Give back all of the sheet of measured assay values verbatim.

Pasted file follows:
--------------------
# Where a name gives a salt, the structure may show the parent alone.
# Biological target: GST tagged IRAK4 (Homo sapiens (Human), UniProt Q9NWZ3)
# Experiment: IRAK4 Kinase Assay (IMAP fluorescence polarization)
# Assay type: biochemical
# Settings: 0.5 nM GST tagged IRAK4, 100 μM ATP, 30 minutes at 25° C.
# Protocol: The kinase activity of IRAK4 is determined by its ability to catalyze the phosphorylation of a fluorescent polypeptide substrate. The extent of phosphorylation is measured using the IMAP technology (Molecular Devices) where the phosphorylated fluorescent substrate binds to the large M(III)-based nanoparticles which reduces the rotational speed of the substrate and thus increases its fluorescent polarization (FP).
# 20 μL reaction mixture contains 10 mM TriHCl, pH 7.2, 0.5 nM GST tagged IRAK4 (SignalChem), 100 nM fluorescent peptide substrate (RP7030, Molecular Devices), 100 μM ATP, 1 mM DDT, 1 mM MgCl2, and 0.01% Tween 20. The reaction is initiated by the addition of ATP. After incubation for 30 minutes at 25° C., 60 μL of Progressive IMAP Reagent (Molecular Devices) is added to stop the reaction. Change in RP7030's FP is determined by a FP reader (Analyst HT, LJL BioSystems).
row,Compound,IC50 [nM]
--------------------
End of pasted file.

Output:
# Where a name gives a salt, the structure may show the parent alone.
# Biological target: GST tagged IRAK4 (Homo sapiens (Human), UniProt Q9NWZ3)
# Experiment: IRAK4 Kinase Assay (IMAP fluorescence polarization)
# Assay type: biochemical
# Settings: 0.5 nM GST tagged IRAK4, 100 μM ATP, 30 minutes at 25° C.
# Protocol: The kinase activity of IRAK4 is determined by its ability to catalyze the phosphorylation of a fluorescent polypeptide substrate. The extent of phosphorylation is measured using the IMAP technology (Molecular Devices) where the phosphorylated fluorescent substrate binds to the large M(III)-based nanoparticles which reduces the rotational speed of the substrate and thus increases its fluorescent polarization (FP).
# 20 μL reaction mixture contains 10 mM TriHCl, pH 7.2, 0.5 nM GST tagged IRAK4 (SignalChem), 100 nM fluorescent peptide substrate (RP7030, Molecular Devices), 100 μM ATP, 1 mM DDT, 1 mM MgCl2, and 0.01% Tween 20. The reaction is initiated by the addition of ATP. After incubation for 30 minutes at 25° C., 60 μL of Progressive IMAP Reagent (Molecular Devices) is added to stop the reaction. Change in RP7030's FP is determined by a FP reader (Analyst HT, LJL BioSystems).
row,Compound,IC50 [nM]